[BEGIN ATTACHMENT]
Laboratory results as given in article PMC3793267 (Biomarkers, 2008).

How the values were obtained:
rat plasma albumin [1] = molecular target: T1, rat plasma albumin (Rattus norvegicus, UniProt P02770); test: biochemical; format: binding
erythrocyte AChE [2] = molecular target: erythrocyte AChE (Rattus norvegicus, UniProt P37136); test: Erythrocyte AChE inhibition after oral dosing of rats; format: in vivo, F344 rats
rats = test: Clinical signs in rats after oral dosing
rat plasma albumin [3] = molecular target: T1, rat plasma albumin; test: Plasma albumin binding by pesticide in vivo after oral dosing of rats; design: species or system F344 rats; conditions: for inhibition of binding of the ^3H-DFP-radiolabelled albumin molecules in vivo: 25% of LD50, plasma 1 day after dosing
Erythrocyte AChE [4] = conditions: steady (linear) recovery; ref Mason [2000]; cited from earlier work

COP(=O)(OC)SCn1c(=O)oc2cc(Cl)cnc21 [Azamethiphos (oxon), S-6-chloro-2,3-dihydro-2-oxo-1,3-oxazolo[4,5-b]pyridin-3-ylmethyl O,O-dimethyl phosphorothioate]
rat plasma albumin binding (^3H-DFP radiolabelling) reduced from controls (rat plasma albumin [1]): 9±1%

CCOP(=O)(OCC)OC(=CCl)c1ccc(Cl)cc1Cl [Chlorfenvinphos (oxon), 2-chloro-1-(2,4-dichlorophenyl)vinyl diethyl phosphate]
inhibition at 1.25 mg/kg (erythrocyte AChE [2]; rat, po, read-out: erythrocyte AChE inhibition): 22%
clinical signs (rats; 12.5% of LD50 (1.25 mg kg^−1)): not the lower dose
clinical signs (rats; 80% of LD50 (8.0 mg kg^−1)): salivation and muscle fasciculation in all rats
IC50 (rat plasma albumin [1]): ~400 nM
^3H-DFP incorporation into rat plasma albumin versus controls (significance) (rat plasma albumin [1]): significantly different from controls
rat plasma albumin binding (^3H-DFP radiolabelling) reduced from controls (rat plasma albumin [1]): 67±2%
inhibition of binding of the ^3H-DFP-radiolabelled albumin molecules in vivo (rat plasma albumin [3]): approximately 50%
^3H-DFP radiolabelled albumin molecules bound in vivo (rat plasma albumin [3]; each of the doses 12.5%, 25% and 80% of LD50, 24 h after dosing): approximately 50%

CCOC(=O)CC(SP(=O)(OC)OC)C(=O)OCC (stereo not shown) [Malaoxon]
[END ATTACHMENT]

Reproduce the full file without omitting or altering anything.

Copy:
Laboratory results as given in article PMC3793267 (Biomarkers, 2008).

How the values were obtained:
rat plasma albumin [1] = molecular target: T1, rat plasma albumin (Rattus norvegicus, UniProt P02770); test: biochemical; format: binding
erythrocyte AChE [2] = molecular target: erythrocyte AChE (Rattus norvegicus, UniProt P37136); test: Erythrocyte AChE inhibition after oral dosing of rats; format: in vivo, F344 rats
rats = test: Clinical signs in rats after oral dosing
rat plasma albumin [3] = molecular target: T1, rat plasma albumin; test: Plasma albumin binding by pesticide in vivo after oral dosing of rats; design: species or system F344 rats; conditions: for inhibition of binding of the ^3H-DFP-radiolabelled albumin molecules in vivo: 25% of LD50, plasma 1 day after dosing
Erythrocyte AChE [4] = conditions: steady (linear) recovery; ref Mason [2000]; cited from earlier work

COP(=O)(OC)SCn1c(=O)oc2cc(Cl)cnc21 [Azamethiphos (oxon), S-6-chloro-2,3-dihydro-2-oxo-1,3-oxazolo[4,5-b]pyridin-3-ylmethyl O,O-dimethyl phosphorothioate]
rat plasma albumin binding (^3H-DFP radiolabelling) reduced from controls (rat plasma albumin [1]): 9±1%

CCOP(=O)(OCC)OC(=CCl)c1ccc(Cl)cc1Cl [Chlorfenvinphos (oxon), 2-chloro-1-(2,4-dichlorophenyl)vinyl diethyl phosphate]
inhibition at 1.25 mg/kg (erythrocyte AChE [2]; rat, po, read-out: erythrocyte AChE inhibition): 22%
clinical signs (rats; 12.5% of LD50 (1.25 mg kg^−1)): not the lower dose
clinical signs (rats; 80% of LD50 (8.0 mg kg^−1)): salivation and muscle fasciculation in all rats
IC50 (rat plasma albumin [1]): ~400 nM
^3H-DFP incorporation into rat plasma albumin versus controls (significance) (rat plasma albumin [1]): significantly different from controls
rat plasma albumin binding (^3H-DFP radiolabelling) reduced from controls (rat plasma albumin [1]): 67±2%
inhibition of binding of the ^3H-DFP-radiolabelled albumin molecules in vivo (rat plasma albumin [3]): approximately 50%
^3H-DFP radiolabelled albumin molecules bound in vivo (rat plasma albumin [3]; each of the doses 12.5%, 25% and 80% of LD50, 24 h after dosing): approximately 50%

CCOC(=O)CC(SP(=O)(OC)OC)C(=O)OCC (stereo not shown) [Malaoxon]